Lloyd’s Register (LR) has launched a five-level framework for assessing the actual readiness of a vessel for the transition to zero carbon fuels. Published by LR’s Maritime Decarbonisation Hub, ‘Zero Ready Framework – helping to ensure shipping can deliver our zero-emissions future’, ranks vessel readiness for zero carbon fuel operations from 1 (highest level of readiness) to 5 (lowest level of readiness), and measured on a well-to-wake basis.
The framework has been created to offer clarity around the term ‘readiness’ which is used in multiple ways across the shipping industry. The rankings were developed based on observations that some shipowners have had a design for conversion to zero carbon fuel done as a paper exercise, without a plan for how the conversion would be carried out. Others have some or all the required equipment (for example: engine, tank, pipework, fuel management system) already installed. Another group of vessels have a dual fuel engine that could run on a zero-carbon fuel but may require an engine retrofit to do so.
An assessment of a container ship route in Southeast Asia by the LR Maritime Decarbonisation Hub found that, despite pushing forward of new initiatives by financiers, insurers and ship charterers to achieve zero emissions, 27% to 30% of vessels newly built between 2022 and 2050 will still require conversion to a different fuel in order to meet zero targets.
Charles Haskell, Director, LR Maritime Decarbonisation Hub, said: “As ships built today will still be in service in the 2040s, it’s essential for shipowners to understand the full implications of actual vessel ‘readiness’ for zero carbon fuels to meet the industry’s 2050 decarbonisation targets. These differing standards and classifications of ‘readiness’ across the industry have made it difficult for owners to conduct a transparent assessment of their vessels’ commercial prospects in a zero-emissions future.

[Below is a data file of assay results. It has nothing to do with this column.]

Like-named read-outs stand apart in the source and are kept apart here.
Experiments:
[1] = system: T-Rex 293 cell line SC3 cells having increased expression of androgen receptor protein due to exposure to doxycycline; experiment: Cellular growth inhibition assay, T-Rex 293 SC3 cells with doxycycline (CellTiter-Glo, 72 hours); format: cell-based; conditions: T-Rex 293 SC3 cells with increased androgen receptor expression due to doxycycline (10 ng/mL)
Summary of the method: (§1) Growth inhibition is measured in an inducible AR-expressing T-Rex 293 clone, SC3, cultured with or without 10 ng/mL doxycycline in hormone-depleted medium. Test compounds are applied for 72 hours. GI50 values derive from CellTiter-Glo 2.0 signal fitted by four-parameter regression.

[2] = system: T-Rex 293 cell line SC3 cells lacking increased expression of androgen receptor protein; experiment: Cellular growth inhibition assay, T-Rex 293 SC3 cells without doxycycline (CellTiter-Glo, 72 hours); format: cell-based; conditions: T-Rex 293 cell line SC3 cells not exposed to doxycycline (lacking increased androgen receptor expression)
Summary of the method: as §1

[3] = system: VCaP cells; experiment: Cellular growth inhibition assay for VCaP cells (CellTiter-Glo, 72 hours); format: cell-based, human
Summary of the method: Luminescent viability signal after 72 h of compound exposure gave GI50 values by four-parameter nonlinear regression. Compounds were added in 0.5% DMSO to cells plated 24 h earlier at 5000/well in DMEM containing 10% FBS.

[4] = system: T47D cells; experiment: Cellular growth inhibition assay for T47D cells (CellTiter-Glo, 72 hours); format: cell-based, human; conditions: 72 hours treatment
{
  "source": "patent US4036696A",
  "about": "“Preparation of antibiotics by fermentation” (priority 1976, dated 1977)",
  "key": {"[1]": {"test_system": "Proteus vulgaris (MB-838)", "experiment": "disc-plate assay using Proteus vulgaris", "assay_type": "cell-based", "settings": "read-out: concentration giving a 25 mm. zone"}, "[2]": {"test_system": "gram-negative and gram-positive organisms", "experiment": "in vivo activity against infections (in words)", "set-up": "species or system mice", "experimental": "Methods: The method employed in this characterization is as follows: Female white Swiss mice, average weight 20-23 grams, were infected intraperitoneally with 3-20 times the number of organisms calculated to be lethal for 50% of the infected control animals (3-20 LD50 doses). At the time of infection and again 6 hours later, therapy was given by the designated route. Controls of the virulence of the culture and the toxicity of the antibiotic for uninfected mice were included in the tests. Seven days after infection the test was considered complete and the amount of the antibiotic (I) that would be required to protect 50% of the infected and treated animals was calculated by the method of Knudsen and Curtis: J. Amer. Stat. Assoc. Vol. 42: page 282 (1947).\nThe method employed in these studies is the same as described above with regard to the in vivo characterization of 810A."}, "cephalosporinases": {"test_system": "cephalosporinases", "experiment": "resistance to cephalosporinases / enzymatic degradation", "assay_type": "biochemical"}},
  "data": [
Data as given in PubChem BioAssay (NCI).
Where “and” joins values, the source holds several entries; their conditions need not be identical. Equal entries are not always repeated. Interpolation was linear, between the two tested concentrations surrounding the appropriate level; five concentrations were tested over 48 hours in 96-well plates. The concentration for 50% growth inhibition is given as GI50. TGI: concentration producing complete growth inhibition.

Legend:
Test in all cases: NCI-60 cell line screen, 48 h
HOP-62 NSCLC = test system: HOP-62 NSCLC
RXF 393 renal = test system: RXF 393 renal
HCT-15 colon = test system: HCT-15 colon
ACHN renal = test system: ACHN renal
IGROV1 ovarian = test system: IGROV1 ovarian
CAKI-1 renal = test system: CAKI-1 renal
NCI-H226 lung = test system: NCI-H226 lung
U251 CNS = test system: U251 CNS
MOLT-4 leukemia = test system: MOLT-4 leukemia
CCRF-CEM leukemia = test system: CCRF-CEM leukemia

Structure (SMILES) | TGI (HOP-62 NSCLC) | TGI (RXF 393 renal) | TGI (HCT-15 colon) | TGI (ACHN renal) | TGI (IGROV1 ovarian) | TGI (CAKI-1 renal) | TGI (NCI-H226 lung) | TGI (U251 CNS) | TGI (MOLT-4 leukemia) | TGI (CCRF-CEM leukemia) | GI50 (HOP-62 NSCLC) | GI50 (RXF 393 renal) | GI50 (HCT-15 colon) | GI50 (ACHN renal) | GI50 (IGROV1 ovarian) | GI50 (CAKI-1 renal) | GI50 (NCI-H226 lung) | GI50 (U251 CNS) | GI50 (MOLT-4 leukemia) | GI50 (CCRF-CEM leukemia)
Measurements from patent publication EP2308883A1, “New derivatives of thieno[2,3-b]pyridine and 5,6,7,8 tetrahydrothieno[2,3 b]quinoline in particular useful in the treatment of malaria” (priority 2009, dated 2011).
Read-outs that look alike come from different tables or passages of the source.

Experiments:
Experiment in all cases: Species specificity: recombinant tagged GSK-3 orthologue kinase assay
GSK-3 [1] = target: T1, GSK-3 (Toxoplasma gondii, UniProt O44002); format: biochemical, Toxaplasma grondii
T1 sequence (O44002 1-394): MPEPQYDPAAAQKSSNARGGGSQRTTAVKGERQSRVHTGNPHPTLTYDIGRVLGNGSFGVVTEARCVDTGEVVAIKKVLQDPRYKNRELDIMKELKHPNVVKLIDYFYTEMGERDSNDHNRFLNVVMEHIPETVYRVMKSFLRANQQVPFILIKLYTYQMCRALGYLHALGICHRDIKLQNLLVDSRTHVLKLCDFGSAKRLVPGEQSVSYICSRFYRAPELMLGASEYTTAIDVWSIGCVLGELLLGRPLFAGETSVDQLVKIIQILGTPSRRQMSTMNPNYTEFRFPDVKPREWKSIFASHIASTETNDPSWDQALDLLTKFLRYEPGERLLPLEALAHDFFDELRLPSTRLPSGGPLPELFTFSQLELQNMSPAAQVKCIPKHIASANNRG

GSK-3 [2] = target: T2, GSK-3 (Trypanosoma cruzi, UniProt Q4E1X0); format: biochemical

“In view of the significant structural and technical complexities of vessel conversion, we developed the ‘Zero Ready Framework’ to help investors, charterers, insurers and prospective shipowners better understand and assess the risks and conversion costs of both existing and newly built fleets.”
“Until now, we have found that current regulations have focused on near-term improvements in vessel energy efficiency and GHG emissions but have yet to address the longer-term goal of vessel readiness for zero carbon fuels,” said Andrew Keevil, Strategy Development Manager for LR Maritime Decarbonisation Hub and lead author of the framework.
“We designed the ‘Zero Ready Framework’ to accommodate the spectrum of vessel capabilities in both the fleet and the order book. We hope that the industry adopts these readiness levels, thus creating a common understanding of where ships are today on the journey to zero. By committing to a clearly defined readiness standard by a specified date, shipowners are better able to factor climate risks into their business plans and demonstrate climate action to both their customers and stakeholders.”
The framework has been developed through cross-industry consultation through a series of workshops with industry stakeholders, including Stephenson Harwood LLP, Greenheart Management, and Anglo Belgian Corporation.